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Appealing a federal criminal case is fraught with complex issues, but the first thing to know is that an appeal isn’t a retrial. You don’t get the chance to present new evidence or change your defense strategy. Appeals are legal vehicles to challenge the legal steps taken during a trial. If mistakes were made in the course of your arrest and trial in legal procedures, they could result in your conviction being overturned.
An appeal is a legal motion to overturn a court decision based on the fact that improprieties occurred that violated the defendant’s rights. This has nothing to do with incompetent counsel, new evidence or changes in witness testimony. Appeals are made when the defense team charges that a judge, prosecutor, juror or law enforcement officer acted improperly. The reasons for an appeal include:
There are special circumstances where an error can be ruled a Harmless Error or Invited Error, and these do not meet the conditions necessary to overturn a conviction. In the cases where the judge is involved in misconduct or improper behavior, it’s necessary to object to the error during the trial to give the judge an opportunity to correct the mistake.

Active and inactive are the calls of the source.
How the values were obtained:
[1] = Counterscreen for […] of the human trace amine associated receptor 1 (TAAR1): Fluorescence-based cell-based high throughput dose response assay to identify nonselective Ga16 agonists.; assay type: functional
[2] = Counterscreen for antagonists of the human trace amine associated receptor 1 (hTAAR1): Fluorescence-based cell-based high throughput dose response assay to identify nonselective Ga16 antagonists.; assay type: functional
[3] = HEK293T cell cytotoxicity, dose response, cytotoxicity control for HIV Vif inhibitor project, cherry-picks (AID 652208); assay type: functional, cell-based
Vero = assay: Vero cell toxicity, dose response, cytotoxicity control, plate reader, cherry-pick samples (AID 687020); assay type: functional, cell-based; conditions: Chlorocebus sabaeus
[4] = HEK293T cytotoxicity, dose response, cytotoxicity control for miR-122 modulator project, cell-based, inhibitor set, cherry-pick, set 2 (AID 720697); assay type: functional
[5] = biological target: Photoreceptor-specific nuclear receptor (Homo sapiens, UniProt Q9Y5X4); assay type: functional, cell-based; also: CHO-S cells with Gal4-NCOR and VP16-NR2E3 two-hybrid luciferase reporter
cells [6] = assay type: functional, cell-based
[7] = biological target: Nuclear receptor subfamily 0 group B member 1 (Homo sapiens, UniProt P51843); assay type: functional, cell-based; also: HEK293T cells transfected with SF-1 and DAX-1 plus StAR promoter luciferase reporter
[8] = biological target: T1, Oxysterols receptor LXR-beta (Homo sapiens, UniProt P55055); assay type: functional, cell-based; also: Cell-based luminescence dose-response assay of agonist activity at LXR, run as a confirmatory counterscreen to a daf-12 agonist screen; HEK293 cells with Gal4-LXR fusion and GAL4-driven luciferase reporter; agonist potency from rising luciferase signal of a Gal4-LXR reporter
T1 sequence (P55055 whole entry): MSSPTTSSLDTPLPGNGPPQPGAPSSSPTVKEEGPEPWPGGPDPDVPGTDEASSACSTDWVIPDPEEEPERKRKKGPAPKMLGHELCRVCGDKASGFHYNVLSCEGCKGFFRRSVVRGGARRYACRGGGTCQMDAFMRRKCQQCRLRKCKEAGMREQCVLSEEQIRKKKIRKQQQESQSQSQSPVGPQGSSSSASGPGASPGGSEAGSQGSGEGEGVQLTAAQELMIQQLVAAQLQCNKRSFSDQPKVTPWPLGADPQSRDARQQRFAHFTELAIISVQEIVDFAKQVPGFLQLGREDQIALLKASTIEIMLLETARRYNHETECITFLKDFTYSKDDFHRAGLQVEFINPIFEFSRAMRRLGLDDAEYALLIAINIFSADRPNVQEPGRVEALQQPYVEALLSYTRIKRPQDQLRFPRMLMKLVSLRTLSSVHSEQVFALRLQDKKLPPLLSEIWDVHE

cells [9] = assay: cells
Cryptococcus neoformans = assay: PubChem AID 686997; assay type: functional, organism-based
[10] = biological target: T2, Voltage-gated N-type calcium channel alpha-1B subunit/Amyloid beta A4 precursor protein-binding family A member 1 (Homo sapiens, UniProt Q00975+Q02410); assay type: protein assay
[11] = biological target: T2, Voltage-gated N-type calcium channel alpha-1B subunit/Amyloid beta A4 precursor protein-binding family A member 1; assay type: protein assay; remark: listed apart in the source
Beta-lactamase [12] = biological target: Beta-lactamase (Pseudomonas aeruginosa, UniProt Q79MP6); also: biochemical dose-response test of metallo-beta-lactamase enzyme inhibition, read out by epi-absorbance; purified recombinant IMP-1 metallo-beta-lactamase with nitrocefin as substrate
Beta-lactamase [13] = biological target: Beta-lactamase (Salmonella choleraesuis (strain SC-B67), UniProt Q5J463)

If a judge makes a mistake during the course of the trial, it’s critical for the defense attorney to object to the error in order to use the error as grounds for an appeal. The reasoning behind this requirement is that objections give judges a chance to correct their mistakes since the goal of all legal proceedings is justice.
During the appeal, judges can rule on the grounds for an appeal in the following ways:
It’s important to hire a competent attorney for any federal trial. It might seem ridiculous to look for ways to overturn a case in the middle of a trial, but a competent attorney always keeps these opportunities in mind to preserve errors for possible appeals. Objecting to what seems like an error gives the courts a chance to self-correct improprieties. Failure to object to an impropriety is viewed the same as stipulating that no error occurred.